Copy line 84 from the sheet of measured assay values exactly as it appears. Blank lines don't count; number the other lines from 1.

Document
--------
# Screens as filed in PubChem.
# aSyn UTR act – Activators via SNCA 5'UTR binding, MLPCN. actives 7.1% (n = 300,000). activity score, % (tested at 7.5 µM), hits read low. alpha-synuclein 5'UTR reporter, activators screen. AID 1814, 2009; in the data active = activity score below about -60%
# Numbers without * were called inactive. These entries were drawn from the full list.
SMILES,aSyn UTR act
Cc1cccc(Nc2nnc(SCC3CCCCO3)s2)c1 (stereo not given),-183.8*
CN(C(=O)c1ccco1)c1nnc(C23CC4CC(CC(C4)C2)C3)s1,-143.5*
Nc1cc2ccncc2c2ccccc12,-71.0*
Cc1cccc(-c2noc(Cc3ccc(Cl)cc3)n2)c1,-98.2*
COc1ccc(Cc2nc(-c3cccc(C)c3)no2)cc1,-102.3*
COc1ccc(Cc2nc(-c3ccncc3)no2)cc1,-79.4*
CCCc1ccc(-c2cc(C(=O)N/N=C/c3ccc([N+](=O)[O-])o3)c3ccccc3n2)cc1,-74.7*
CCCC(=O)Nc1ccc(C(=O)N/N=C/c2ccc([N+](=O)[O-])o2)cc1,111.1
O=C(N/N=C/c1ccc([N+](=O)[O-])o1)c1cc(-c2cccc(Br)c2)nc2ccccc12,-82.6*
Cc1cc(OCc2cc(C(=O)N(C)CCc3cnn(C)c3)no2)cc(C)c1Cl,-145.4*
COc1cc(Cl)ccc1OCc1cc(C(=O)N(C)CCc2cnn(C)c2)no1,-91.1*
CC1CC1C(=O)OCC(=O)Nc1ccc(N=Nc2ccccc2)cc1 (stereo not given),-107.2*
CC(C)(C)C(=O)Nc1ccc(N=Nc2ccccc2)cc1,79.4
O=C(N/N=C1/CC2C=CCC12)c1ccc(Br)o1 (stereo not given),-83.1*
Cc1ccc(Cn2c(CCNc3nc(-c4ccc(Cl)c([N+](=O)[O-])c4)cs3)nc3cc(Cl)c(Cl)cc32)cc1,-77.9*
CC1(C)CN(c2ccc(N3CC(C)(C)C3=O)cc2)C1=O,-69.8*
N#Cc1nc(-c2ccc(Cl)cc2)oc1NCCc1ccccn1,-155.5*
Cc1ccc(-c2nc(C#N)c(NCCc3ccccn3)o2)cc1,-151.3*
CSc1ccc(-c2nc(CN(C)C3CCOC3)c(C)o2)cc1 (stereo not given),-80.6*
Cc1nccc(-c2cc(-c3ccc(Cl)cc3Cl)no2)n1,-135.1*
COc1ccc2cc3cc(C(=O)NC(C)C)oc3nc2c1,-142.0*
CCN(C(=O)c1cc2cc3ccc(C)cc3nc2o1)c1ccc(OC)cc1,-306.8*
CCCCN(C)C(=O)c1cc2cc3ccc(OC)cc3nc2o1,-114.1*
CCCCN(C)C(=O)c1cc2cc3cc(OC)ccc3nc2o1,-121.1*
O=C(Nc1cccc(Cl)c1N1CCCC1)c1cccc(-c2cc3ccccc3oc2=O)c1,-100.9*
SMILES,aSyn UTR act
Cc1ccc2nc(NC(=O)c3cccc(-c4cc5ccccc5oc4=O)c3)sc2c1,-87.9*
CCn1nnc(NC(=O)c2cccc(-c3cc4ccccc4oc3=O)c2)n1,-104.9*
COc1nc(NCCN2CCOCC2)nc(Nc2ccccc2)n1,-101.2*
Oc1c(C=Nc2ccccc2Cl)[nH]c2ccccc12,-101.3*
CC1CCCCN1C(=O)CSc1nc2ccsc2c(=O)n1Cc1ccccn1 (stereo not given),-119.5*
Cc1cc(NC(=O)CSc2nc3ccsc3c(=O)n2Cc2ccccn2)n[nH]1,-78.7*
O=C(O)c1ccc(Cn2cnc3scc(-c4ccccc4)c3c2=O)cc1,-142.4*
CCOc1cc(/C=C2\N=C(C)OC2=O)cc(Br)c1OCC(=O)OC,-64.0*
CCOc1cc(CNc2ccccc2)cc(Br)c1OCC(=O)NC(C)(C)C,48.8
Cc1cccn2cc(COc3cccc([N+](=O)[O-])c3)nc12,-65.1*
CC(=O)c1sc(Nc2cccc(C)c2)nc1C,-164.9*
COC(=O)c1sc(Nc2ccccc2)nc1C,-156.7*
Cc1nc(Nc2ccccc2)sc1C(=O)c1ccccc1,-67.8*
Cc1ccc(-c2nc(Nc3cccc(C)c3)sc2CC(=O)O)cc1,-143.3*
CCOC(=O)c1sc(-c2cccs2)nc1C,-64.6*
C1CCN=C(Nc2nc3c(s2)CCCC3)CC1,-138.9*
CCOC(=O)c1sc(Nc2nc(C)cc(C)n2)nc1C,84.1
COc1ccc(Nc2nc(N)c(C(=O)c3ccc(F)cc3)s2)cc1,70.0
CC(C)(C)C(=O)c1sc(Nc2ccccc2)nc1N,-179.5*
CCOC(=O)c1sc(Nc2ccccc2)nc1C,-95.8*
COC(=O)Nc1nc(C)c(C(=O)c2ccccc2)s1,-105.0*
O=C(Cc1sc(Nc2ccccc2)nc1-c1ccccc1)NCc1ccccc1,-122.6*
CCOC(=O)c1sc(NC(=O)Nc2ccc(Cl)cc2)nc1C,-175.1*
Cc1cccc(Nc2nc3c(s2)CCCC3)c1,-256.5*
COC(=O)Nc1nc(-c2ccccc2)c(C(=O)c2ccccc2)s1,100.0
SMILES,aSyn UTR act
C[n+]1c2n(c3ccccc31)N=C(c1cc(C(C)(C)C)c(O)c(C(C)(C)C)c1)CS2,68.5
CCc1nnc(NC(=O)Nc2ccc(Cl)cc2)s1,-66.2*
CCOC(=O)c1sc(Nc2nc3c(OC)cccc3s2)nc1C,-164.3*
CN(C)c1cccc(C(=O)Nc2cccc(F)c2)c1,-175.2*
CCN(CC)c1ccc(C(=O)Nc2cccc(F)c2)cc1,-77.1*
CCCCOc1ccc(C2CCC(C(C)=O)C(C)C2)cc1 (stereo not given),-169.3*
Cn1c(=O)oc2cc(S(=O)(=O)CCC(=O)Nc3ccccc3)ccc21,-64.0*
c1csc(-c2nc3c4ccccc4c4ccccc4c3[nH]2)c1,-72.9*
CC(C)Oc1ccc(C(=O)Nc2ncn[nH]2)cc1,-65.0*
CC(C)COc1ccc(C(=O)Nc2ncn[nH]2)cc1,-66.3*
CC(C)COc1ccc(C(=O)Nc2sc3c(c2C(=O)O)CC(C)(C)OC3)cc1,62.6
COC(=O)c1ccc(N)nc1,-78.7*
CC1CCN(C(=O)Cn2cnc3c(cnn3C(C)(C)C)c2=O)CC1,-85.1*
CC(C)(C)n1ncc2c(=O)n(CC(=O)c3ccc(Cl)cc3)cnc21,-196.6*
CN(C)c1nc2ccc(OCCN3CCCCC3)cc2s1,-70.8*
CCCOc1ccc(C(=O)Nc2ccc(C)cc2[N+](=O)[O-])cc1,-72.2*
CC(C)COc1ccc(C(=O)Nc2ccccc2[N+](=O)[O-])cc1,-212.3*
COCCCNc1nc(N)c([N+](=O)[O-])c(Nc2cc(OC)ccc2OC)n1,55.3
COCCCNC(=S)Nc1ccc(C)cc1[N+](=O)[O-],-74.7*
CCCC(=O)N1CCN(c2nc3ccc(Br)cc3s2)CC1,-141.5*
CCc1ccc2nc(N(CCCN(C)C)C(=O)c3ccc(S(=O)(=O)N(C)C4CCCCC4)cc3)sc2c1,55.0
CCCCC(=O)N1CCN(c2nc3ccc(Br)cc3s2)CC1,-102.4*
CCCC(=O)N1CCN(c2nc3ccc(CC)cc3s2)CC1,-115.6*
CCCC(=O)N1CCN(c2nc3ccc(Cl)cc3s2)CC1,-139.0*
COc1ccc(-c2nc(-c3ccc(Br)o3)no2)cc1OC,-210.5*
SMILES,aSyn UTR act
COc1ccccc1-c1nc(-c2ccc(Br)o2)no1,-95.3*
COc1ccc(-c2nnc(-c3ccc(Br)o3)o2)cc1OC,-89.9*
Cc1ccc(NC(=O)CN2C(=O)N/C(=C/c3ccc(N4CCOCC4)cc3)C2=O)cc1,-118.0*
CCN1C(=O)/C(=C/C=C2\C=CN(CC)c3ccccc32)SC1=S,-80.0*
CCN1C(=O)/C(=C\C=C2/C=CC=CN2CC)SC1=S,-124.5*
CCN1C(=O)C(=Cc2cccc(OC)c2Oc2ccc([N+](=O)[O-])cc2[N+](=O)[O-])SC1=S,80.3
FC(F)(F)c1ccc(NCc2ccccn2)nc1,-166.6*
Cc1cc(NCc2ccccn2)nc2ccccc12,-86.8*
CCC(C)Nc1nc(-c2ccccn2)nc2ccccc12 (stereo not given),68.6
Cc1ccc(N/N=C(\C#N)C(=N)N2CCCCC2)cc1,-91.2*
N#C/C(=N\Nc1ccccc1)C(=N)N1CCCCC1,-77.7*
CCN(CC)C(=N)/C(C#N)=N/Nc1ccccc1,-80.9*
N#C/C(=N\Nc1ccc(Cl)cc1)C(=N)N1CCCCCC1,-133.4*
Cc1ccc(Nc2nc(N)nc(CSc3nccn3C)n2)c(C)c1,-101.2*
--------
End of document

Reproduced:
COc1ccc(-c2nnc(-c3ccc(Br)o3)o2)cc1OC,-89.9*